As immigrant families are torn apart, two South Asian American pastors speak out
As South Asian American women and ordained Christian pastors in northern California, we take the Bible seriously. We take it seriously enough to know that manipulating the Bible to justify the separation of families seeking asylum at the border, as Attorney General Jeff Sessions has done, is outright unbiblical.
It is possible to be selective with religious teachings to suit anyone’s purpose. But the Trump administration is using the words of Christianity not to adhere to the teachings of the Hebrew Prophets and of Jesus, but instead to fulfill their own malicious agenda concerning immigration policies.
Over the past two months, the federal government has separated nearly 2,000 children from their families. Parents are told that their children are being taken away for baths as the separation process is underway. Meanwhile, their parents are being sent to federal prisons or detention centers to await prosecution for violating our country’s immigration laws.
“As both Christians and citizens of the United States, we are enraged.”
As both Christians and citizens of the United States, we are enraged that our faith is being desecrated and exploited to uphold cruel and inhumane policies. We also know that this is not a new occurrence.
Any religion can be conscripted to serve the purposes of those in control. Over the course of hundreds of years, Christianity has been manipulated to serve as a tool of empire. “Convert or eliminate” was the slogan of so-called Christians who sought to use the Bible to advance their political views and to uphold such inhumane treatment as slavery, genocide of indigenous peoples, and the Holocaust.
Now, the Trump administration is following the same pattern.
As South Asians and Christians, we feel the impact of the separation of families on a personal level. Recently, 123 people seeking asylum at the border were moved to a federal prison in Oregon, and the Asian Pacific American Network of Oregon (APANO) reports that a majority of them are South Asians, “who speak primarily Hindi and Punjabi.” According to an investigative report, several identified as “Sikhs or Christians fleeing religious persecution.” They do not have access to translators, counsel, and information about the location of their family members.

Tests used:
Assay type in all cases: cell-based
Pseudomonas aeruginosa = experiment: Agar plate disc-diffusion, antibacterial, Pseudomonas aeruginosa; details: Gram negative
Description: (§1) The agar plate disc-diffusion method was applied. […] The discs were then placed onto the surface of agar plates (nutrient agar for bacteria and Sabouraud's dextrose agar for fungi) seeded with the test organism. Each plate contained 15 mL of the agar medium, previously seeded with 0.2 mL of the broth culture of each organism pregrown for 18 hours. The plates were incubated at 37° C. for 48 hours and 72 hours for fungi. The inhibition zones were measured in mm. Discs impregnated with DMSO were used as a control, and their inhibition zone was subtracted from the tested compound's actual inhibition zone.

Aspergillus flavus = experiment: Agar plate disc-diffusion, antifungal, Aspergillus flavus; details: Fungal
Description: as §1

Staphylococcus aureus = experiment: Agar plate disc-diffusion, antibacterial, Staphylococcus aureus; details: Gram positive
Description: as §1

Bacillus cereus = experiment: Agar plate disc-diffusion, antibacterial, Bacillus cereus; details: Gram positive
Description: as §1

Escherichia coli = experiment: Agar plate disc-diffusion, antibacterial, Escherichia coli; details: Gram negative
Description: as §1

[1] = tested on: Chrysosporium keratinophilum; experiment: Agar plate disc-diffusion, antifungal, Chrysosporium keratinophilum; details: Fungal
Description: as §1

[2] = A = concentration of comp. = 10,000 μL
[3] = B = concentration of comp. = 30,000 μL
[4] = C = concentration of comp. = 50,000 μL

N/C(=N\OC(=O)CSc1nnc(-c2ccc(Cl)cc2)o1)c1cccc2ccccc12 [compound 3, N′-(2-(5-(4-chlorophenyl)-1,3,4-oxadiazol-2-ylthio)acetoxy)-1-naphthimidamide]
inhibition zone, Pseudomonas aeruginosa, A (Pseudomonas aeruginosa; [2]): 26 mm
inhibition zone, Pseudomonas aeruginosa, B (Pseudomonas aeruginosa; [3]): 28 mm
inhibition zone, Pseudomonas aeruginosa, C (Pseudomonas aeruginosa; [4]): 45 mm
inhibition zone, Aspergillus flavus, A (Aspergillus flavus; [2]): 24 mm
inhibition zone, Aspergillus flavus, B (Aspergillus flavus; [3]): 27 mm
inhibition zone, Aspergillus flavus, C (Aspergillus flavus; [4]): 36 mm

“As South Asians and Christians, we feel the impact of the separation of families on a personal level.”
As children of immigrants from India, we have learned from our parents how difficult it is for immigrants to make the decision to migrate, leaving the places and people they call home. We also know the discrimination, hostility, and outsider status that immigrants endure when they are in the United States. Forced relocation and imprisonment are an added physical, psychological, emotional, and spiritual trauma.
As Christians, we believe in imago dei, that every unique human being is created in the holy image of God. The Christians of this administration do not see families seeking asylum as created in the image of God; instead, these families are not just violently separated, but the children are treated no better than dogs as they are placed in separate detention centers.
As citizens of the United States, we believe that anyone within the borders of this country has the right to safety and humane treatment. Placing helpless children, those that Jesus Christ called “the least of these” (Matthew 25:40), in separate detention centers from their parents is instead terrifying, traumatizing, and violent.
We seriously question the integrity of those in this administration who call themselves citizens and Christians.
As Christians, the time to cry “Enough” has long passed. This administration has used the Bible and a perverted form of Christianity to advance policies of oppression.
“The religion that this administration’s spokespersons actually worship is a religion of white supremacy grounded in fear and dealing in death and torture.”
The religion that this administration’s spokespersons actually worship is a religion of white supremacy grounded in fear and dealing in death and torture instead of the life and love we recognize throughout the Bible. In effect, they have weaponized the Bible to serve the religion of white supremacy, making the Bible a weapon that hurts and kills God’s beloved children, children on the margins.
So what role can those of us who are Christian play to be faithful in this moment? How can Christians stand up to this manipulation of the Bible?
“People of faith must show up.”
Institutions of faith must put out public statements condemning the separation of families and ensure that they can be safe sanctuaries for immigrants. People of faith must show up at detention centers and federal prisons holding detainees and be part of interfaith delegations.
The time for preaching cautiously is at an end. Sermons in faith must be grounded in history and the current political climate, not whitewash or ignore what is happening outside the doors of our churches.
As pastors, we treasure the Bible story of Jesus telling his disciples to “let the little children come to me” (Matthew 19:14). We know that the overarching narrative of the Bible calls us constantly to serve and accompany those at the margins of society; such a liberating narrative supersedes any single verse selected from the Bible to serve as a tool of oppression and death.
Rev. Tuhina Verma Rasche is an ordained pastor in the Evangelical Lutheran Church in America and is a frequent writer and speaker on the intersections of faith and race.
Rev. Sandhya Jha, an ordained pastor in the Christian Church (Disciples of Christ), is the director of the Oakland (CA) Peace Center and is a prolific writer on the subject of race and faith.